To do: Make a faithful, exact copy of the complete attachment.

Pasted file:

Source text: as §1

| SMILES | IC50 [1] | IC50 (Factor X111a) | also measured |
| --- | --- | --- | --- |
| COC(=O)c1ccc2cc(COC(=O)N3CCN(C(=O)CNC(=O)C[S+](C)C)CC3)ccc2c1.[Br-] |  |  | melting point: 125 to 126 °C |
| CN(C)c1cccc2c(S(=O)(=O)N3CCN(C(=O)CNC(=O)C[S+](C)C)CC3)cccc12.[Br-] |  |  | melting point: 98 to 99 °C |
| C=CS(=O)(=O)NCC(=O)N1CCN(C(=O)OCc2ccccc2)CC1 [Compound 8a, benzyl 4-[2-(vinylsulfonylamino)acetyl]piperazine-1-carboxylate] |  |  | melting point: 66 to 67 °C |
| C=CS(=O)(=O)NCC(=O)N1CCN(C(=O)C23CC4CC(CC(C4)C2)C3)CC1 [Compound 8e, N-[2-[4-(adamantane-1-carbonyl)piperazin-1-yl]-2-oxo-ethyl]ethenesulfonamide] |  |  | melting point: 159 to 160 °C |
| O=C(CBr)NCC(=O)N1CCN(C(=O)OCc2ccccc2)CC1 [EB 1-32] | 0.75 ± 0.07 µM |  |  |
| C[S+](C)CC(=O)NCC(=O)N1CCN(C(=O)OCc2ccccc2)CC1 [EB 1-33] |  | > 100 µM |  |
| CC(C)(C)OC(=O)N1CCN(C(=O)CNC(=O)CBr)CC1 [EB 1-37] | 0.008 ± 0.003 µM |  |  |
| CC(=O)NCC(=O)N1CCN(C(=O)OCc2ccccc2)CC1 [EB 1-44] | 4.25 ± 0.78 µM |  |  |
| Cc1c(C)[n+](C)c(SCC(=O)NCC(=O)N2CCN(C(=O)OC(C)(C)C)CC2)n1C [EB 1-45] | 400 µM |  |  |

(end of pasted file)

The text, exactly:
Source text: as §1

| SMILES | IC50 [1] | IC50 (Factor X111a) | also measured |
| --- | --- | --- | --- |
| COC(=O)c1ccc2cc(COC(=O)N3CCN(C(=O)CNC(=O)C[S+](C)C)CC3)ccc2c1.[Br-] |  |  | melting point: 125 to 126 °C |
| CN(C)c1cccc2c(S(=O)(=O)N3CCN(C(=O)CNC(=O)C[S+](C)C)CC3)cccc12.[Br-] |  |  | melting point: 98 to 99 °C |
| C=CS(=O)(=O)NCC(=O)N1CCN(C(=O)OCc2ccccc2)CC1 [Compound 8a, benzyl 4-[2-(vinylsulfonylamino)acetyl]piperazine-1-carboxylate] |  |  | melting point: 66 to 67 °C |
| C=CS(=O)(=O)NCC(=O)N1CCN(C(=O)C23CC4CC(CC(C4)C2)C3)CC1 [Compound 8e, N-[2-[4-(adamantane-1-carbonyl)piperazin-1-yl]-2-oxo-ethyl]ethenesulfonamide] |  |  | melting point: 159 to 160 °C |
| O=C(CBr)NCC(=O)N1CCN(C(=O)OCc2ccccc2)CC1 [EB 1-32] | 0.75 ± 0.07 µM |  |  |
| C[S+](C)CC(=O)NCC(=O)N1CCN(C(=O)OCc2ccccc2)CC1 [EB 1-33] |  | > 100 µM |  |
| CC(C)(C)OC(=O)N1CCN(C(=O)CNC(=O)CBr)CC1 [EB 1-37] | 0.008 ± 0.003 µM |  |  |
| CC(=O)NCC(=O)N1CCN(C(=O)OCc2ccccc2)CC1 [EB 1-44] | 4.25 ± 0.78 µM |  |  |
| Cc1c(C)[n+](C)c(SCC(=O)NCC(=O)N2CCN(C(=O)OC(C)(C)C)CC2)n1C [EB 1-45] | 400 µM |  |  |